In an increasingly digital world, cryptocurrency investments have emerged as a new frontier, bringing unique challenges for dividing assets within family law settlements. In this article our team of experienced family lawyers delve into the realm of cryptocurrencies, shedding light on their nature, the intricacies of handling them in family law matters and the hurdles that accompany such investments.

Is Cryptocurrency Considered ‘Property’ in Family Law?

Traditionally, property has referred to tangible assets, shares, choses in action, chattel, or cash funds, as some examples.

The Family Law Act at section 4 states:

‘Property’ means:

  1. in relation to the parties to a marriage or either of them – means property to which those parties are, or that party is, as the case may be, entitled, whether in possession or reversion; or
  2. in relation to the parties to a de facto relationship or either of them–means property to which those parties are, or that party is, as the case may be, entitled, whether in possession or reversion.”

Cryptocurrencies are a new form of digital currency with distinct features separating them from traditional forms of currency. They are considered property for the purposes of Family Law, and they hold monetary value.

Background – What is Cryptocurrency?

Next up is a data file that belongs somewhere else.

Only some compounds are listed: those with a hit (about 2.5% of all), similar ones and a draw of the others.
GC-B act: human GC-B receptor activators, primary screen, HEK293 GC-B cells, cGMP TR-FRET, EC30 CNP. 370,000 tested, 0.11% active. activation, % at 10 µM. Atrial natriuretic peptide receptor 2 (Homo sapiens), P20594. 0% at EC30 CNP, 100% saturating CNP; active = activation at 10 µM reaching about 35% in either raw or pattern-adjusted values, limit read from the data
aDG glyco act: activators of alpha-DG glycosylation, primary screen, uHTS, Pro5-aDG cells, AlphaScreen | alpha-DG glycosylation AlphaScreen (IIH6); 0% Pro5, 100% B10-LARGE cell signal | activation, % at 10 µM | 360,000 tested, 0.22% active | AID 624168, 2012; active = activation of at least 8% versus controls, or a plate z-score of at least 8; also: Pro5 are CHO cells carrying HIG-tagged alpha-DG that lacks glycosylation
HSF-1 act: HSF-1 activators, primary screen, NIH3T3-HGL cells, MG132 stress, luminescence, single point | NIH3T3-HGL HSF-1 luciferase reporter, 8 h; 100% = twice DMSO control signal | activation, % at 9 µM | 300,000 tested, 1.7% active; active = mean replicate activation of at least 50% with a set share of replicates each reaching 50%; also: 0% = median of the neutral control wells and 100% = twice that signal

For starters, cryptocurrencies differentiate themselves from traditional currencies because they are decentralised rather than being controlled by central banking institutions, and each cryptocurrency transaction is recorded on a ledger, known as a blockchain, which is then verified by other blockchain users in exchange for a fee. There is no physical currency that is exchanged between parties. Still, each exchange is digitally recorded on the blockchain with the balance of a party’s interest in the cryptocurrency and a history of transactions stored on a ‘wallet’, which will be discussed below.

There are different blockchains, with different rules governing each chain and different verification mechanisms used on each blockchain. The same currency may be traded on different blockchains, and each chain may have its fees associated with each transaction. Complicating matters is that users may have multiple wallets, hold multiple currencies, and transact using multiple platforms, making tracing and discovering cryptocurrencies challenging for parties in Family Law.

Challenges and Implications with Cryptocurrency in Family Law Settlements

Difficulties arise because the cryptocurrencies are also stored in several ways, for example, some of these include:

  1. offline in paper wallets known as ‘cold wallets’;
  2. using a ‘hosted wallet’ whereby a platform hosts a user’s wallet and allows the user the ability to log in, similar to the way they do to a banking institution to transact using cryptocurrencies; and
  3. using a hardware wallet such as on a USB-like device where the user is required to enter a pin to transact using the funds held on the wallet.